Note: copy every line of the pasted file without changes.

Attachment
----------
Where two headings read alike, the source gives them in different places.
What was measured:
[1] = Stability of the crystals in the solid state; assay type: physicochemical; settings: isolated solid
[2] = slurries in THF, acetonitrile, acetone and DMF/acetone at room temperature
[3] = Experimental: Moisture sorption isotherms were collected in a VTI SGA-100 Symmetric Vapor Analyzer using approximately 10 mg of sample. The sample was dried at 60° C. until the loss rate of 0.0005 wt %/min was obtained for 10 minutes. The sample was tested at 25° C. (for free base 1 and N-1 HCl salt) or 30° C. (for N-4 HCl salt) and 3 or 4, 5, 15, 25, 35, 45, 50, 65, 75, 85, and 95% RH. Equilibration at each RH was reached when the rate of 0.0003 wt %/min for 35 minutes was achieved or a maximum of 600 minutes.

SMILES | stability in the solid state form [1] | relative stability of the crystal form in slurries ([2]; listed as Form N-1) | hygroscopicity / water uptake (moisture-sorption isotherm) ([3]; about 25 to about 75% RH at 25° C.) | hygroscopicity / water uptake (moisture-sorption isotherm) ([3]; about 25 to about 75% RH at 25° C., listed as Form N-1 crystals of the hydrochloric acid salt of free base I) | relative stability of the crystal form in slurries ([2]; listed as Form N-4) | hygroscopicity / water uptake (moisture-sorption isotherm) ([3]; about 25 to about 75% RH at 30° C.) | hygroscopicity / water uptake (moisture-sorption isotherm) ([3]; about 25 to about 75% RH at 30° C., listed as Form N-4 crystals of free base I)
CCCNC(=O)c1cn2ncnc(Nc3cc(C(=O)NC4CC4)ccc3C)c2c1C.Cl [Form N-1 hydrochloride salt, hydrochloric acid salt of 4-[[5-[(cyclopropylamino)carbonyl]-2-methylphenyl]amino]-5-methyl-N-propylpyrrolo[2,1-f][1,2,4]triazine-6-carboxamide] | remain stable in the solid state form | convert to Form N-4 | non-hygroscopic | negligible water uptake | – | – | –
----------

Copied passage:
Where two headings read alike, the source gives them in different places.
What was measured:
[1] = Stability of the crystals in the solid state; assay type: physicochemical; settings: isolated solid
[2] = slurries in THF, acetonitrile, acetone and DMF/acetone at room temperature
[3] = Experimental: Moisture sorption isotherms were collected in a VTI SGA-100 Symmetric Vapor Analyzer using approximately 10 mg of sample. The sample was dried at 60° C. until the loss rate of 0.0005 wt %/min was obtained for 10 minutes. The sample was tested at 25° C. (for free base 1 and N-1 HCl salt) or 30° C. (for N-4 HCl salt) and 3 or 4, 5, 15, 25, 35, 45, 50, 65, 75, 85, and 95% RH. Equilibration at each RH was reached when the rate of 0.0003 wt %/min for 35 minutes was achieved or a maximum of 600 minutes.

SMILES | stability in the solid state form [1] | relative stability of the crystal form in slurries ([2]; listed as Form N-1) | hygroscopicity / water uptake (moisture-sorption isotherm) ([3]; about 25 to about 75% RH at 25° C.) | hygroscopicity / water uptake (moisture-sorption isotherm) ([3]; about 25 to about 75% RH at 25° C., listed as Form N-1 crystals of the hydrochloric acid salt of free base I) | relative stability of the crystal form in slurries ([2]; listed as Form N-4) | hygroscopicity / water uptake (moisture-sorption isotherm) ([3]; about 25 to about 75% RH at 30° C.) | hygroscopicity / water uptake (moisture-sorption isotherm) ([3]; about 25 to about 75% RH at 30° C., listed as Form N-4 crystals of free base I)
CCCNC(=O)c1cn2ncnc(Nc3cc(C(=O)NC4CC4)ccc3C)c2c1C.Cl [Form N-1 hydrochloride salt, hydrochloric acid salt of 4-[[5-[(cyclopropylamino)carbonyl]-2-methylphenyl]amino]-5-methyl-N-propylpyrrolo[2,1-f][1,2,4]triazine-6-carboxamide] | remain stable in the solid state form | convert to Form N-4 | non-hygroscopic | negligible water uptake | – | – | –